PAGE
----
'He shall have abolished all rule and all authority and power.' Paul regularly refers to the heavenly antagonists of God in these and similar terms. Satan rules the 'power (= the kingdom with all its powers of evil) of darkness' (Colossians 1:13), he is the 'prince of the power (all that contributes to the power of his kingdom) of the air' (Ephesians 2:2). See also Romans 8:38; Ephesians 1:21; Ephesians 3:10; Ephesians 6:12; Colossians 1:16; Colossians 2:10; Colossians 2:15). Their rule and power will be rendered void, their positions of authority will be abolished, defeated through the cross.
'For he must reign, until he has put all his enemies under his feet.'
For Christ having taken His throne after His resurrection, has continued His reign, and must go on reigning until the final defeat of all His enemies both in Heaven and earth. And once they are under His feet as a result of His second coming, when all rule and authority and power has been abolished, then He will hand the crown to His Father.
'Rule and authority and power' indicates all that is in rebellion against God, all who have chosen to be independent of Him and establish themselves over against Him, whether Satan, his minions in the heavens, or his dupes on earth. All are to be 'put under His feet'. This idea, related to Kingship, comes from Psalms 110:1 compare Matthew 22:44, revealing Jesus Christ as the greater David, God's Anointed, and Philippians 2:10 as taken from Isaiah 45:23.
'The last enemy that is being abolished is death.'
And the final enemy that is being defeated is death. Once God's throne is established, and the resurrection has taken place, there will be no more death. It will have ceased. It will have been abolished. Thus the last enemy is being destroyed by the resurrection (compare the similar idea, although expressed differently in Revelation 20:11-15), and this being so all His other enemies must be defeated at His coming and at the resurrection.
When Adam sinned, death received its power, and it has reigned through the ages. It was Isaiah who declared that one day death would be swallowed up for ever (Isaiah 25:8) and followed it by speaking of a resurrection of bodies (Isaiah 26:19), and Hosea spoke of its conquest (Hosea 13:14). Now that hope will come to reality. Death will be destroyed by the resurrection to eternal life. And with it will be brought to nothing him who had the power of death, the Devil (Hebrews 2:14). That will be the end of all things, and the beginning of all things new.
Those who believe only in the spirit living on and the body remaining in the grave to end in nothingness, fail to look to this glorious hope and this final triumph of God. They see only the continual cycle of existence. But the glory of the Gospel is that one day God will bring to a final end all sin, all suffering and all rebellion, and all death and will rule over all. For just as all had a beginning, so all will have an end.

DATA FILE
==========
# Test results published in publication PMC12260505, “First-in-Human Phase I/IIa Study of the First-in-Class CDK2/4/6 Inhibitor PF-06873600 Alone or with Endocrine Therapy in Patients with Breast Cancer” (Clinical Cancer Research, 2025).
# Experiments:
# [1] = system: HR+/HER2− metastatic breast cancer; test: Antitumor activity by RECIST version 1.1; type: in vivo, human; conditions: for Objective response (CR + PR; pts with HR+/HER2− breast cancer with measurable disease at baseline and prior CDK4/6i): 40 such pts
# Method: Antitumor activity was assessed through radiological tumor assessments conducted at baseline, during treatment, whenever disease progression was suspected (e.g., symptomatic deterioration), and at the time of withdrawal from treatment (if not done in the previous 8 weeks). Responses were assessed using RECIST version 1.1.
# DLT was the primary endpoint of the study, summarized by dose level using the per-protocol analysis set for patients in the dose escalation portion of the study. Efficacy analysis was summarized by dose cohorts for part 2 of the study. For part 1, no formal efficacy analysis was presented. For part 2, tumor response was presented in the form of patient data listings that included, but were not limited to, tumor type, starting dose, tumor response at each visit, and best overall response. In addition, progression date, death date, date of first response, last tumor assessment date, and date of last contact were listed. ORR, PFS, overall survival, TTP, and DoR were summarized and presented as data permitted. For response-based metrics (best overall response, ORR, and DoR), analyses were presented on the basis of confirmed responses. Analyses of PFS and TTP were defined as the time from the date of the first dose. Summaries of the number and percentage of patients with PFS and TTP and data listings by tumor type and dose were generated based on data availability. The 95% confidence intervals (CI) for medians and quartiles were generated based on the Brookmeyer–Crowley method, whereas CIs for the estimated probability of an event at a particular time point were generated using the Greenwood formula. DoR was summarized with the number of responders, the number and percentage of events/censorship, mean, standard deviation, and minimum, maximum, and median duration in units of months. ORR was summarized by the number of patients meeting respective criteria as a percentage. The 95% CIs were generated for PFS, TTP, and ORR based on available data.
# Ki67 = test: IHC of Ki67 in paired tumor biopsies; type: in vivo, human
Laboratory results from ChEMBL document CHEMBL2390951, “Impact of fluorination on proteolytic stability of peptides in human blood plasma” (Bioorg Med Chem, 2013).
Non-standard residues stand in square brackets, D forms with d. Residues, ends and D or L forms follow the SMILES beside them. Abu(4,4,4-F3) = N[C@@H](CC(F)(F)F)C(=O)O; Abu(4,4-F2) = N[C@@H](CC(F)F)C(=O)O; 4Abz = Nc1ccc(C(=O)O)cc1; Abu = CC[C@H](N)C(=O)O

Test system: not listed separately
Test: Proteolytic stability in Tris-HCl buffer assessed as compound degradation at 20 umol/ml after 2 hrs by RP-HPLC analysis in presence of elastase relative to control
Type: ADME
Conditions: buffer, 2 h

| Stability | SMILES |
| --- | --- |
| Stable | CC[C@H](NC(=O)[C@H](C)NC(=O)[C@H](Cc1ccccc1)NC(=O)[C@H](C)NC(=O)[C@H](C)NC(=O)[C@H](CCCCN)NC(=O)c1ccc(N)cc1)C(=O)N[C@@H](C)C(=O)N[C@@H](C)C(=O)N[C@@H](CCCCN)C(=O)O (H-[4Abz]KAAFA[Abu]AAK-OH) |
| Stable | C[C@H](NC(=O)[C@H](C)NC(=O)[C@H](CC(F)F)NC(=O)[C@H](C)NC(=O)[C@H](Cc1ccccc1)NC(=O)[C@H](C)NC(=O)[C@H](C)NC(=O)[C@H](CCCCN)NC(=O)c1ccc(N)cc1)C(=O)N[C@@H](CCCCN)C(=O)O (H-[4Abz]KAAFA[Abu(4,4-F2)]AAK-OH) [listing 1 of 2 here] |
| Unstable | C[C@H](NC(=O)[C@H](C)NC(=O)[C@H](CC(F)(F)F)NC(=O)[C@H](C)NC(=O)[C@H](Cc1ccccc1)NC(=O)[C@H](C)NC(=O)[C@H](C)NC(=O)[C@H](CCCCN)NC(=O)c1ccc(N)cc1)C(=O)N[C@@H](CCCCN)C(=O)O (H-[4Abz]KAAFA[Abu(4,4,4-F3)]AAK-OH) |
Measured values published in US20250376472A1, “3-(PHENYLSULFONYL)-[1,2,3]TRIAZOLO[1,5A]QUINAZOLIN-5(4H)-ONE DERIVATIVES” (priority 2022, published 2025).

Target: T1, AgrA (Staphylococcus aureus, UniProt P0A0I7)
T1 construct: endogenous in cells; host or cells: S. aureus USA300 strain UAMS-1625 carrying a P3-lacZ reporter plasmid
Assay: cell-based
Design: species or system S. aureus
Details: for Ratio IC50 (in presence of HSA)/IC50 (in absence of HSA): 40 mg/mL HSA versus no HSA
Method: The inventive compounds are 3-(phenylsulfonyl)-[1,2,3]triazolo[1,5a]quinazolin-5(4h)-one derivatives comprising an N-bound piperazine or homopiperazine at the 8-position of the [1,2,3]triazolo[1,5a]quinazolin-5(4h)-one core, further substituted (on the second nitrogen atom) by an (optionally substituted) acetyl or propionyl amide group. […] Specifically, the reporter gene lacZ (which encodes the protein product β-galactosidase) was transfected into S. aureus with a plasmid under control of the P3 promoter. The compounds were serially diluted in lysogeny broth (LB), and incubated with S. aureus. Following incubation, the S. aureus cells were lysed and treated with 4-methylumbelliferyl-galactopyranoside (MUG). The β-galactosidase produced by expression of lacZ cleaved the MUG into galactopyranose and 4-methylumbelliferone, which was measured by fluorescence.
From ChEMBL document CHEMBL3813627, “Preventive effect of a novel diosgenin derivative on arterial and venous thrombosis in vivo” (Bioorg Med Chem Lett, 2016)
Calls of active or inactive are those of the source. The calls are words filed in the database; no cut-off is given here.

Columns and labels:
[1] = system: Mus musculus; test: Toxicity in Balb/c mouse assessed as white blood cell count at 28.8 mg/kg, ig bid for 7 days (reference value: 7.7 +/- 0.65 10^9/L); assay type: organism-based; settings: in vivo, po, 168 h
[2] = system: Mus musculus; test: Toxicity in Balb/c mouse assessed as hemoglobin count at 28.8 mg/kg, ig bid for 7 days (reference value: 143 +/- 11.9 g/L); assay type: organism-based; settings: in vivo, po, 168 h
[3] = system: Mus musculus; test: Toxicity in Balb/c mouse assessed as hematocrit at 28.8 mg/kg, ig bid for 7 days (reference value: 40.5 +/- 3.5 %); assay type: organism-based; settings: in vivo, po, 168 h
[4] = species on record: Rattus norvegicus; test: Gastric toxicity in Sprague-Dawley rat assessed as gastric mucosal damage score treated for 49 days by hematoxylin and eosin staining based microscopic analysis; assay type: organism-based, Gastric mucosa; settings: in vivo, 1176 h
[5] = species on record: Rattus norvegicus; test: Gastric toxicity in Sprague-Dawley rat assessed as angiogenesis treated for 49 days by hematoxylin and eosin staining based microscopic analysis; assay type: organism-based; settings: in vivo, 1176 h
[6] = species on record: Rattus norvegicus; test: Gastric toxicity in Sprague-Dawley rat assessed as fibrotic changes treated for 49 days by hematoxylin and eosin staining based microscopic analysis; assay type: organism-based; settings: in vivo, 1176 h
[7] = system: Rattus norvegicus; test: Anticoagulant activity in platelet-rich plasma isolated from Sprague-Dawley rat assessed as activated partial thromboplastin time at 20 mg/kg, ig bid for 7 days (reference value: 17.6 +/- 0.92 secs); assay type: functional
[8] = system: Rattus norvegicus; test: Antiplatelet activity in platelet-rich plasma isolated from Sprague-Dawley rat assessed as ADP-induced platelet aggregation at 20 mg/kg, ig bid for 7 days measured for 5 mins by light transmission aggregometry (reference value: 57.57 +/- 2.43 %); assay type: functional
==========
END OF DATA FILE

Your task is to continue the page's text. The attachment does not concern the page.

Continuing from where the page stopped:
'For, "He put all things in subjection under his feet". But when he says, All things are put in subjection, it is evident that he is excepted who did subject all things to him.'
The words are a quotation from Psalms 8:6 where man's destined final triumph is declared. And in Christ as the great representative man this has been accomplished and will be accomplished, and it will be accomplished for Him by the Creator. It will be God Who will finally subject all things under Him.
The Psalmist portrayed a truth beyond his understanding. Somehow he knew that God had destined man, made a little lower than the angels, to be crowned with glory and honour, for had He not made him in the image of God, destined to rule? And he therefore knew that it must be. But he little realised how it would be brought about. We are to have the privilege of seeing the fulfilment of his hope in Christ, (and no doubt he will be standing there with us). Christ, the second man, raised from the dead and accompanied by His people whom He has also raised, is crowned with glory and honour with all things under His feet. He has fulfilled man’s destiny.
But that being so, there is One not put under Him. God alone, in the fullness of His Being, is that One. He is the great Exception. Man is to have total triumph over all things in Jesus Christ, but that triumph is under God.
'And when all things have been subjected to him, then shall the Son also himself be subjected to him who did subject all things to him, that God may be all in all.'
And then once the Son, as glorified man, having already received all authority and power (Matthew 28:19), has all finally subjected to Him, then He Himself will subject Himself as man’s Redeemer to the Godhead. And God will be all in all.